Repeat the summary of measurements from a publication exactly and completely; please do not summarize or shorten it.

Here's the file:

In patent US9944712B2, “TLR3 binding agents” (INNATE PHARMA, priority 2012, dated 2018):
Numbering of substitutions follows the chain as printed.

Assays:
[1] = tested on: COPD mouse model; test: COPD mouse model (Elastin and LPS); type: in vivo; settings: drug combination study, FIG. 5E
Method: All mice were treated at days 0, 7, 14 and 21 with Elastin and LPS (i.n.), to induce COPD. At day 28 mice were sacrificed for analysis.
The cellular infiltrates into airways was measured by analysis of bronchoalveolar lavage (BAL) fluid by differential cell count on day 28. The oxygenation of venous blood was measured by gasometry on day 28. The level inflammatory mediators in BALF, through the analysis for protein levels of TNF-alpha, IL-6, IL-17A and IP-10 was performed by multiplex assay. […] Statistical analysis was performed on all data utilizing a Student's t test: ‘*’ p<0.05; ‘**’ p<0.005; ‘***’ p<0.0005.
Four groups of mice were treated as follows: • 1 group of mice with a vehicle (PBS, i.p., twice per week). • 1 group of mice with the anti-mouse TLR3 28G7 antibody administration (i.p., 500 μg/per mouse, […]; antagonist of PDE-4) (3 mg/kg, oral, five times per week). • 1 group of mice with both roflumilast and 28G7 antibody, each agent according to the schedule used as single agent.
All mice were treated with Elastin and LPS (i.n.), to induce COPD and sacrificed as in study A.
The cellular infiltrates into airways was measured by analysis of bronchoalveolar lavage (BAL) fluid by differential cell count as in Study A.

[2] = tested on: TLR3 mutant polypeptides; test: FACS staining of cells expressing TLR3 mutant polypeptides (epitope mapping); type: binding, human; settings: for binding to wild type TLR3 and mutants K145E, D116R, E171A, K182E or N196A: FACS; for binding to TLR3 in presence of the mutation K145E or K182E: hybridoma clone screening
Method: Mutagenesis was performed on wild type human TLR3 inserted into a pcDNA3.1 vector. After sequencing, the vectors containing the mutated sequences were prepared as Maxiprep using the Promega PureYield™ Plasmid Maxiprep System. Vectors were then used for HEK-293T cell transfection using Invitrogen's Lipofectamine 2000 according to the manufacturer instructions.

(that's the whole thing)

In patent US9944712B2, “TLR3 binding agents” (INNATE PHARMA, priority 2012, dated 2018):
Numbering of substitutions follows the chain as printed.

Assays:
[1] = tested on: COPD mouse model; test: COPD mouse model (Elastin and LPS); type: in vivo; settings: drug combination study, FIG. 5E
Method: All mice were treated at days 0, 7, 14 and 21 with Elastin and LPS (i.n.), to induce COPD. At day 28 mice were sacrificed for analysis.
The cellular infiltrates into airways was measured by analysis of bronchoalveolar lavage (BAL) fluid by differential cell count on day 28. The oxygenation of venous blood was measured by gasometry on day 28. The level inflammatory mediators in BALF, through the analysis for protein levels of TNF-alpha, IL-6, IL-17A and IP-10 was performed by multiplex assay. […] Statistical analysis was performed on all data utilizing a Student's t test: ‘*’ p<0.05; ‘**’ p<0.005; ‘***’ p<0.0005.
Four groups of mice were treated as follows: • 1 group of mice with a vehicle (PBS, i.p., twice per week). • 1 group of mice with the anti-mouse TLR3 28G7 antibody administration (i.p., 500 μg/per mouse, […]; antagonist of PDE-4) (3 mg/kg, oral, five times per week). • 1 group of mice with both roflumilast and 28G7 antibody, each agent according to the schedule used as single agent.
All mice were treated with Elastin and LPS (i.n.), to induce COPD and sacrificed as in study A.
The cellular infiltrates into airways was measured by analysis of bronchoalveolar lavage (BAL) fluid by differential cell count as in Study A.

[2] = tested on: TLR3 mutant polypeptides; test: FACS staining of cells expressing TLR3 mutant polypeptides (epitope mapping); type: binding, human; settings: for binding to wild type TLR3 and mutants K145E, D116R, E171A, K182E or N196A: FACS; for binding to TLR3 in presence of the mutation K145E or K182E: hybridoma clone screening
Method: Mutagenesis was performed on wild type human TLR3 inserted into a pcDNA3.1 vector. After sequencing, the vectors containing the mutated sequences were prepared as Maxiprep using the Promega PureYield™ Plasmid Maxiprep System. Vectors were then used for HEK-293T cell transfection using Invitrogen's Lipofectamine 2000 according to the manufacturer instructions.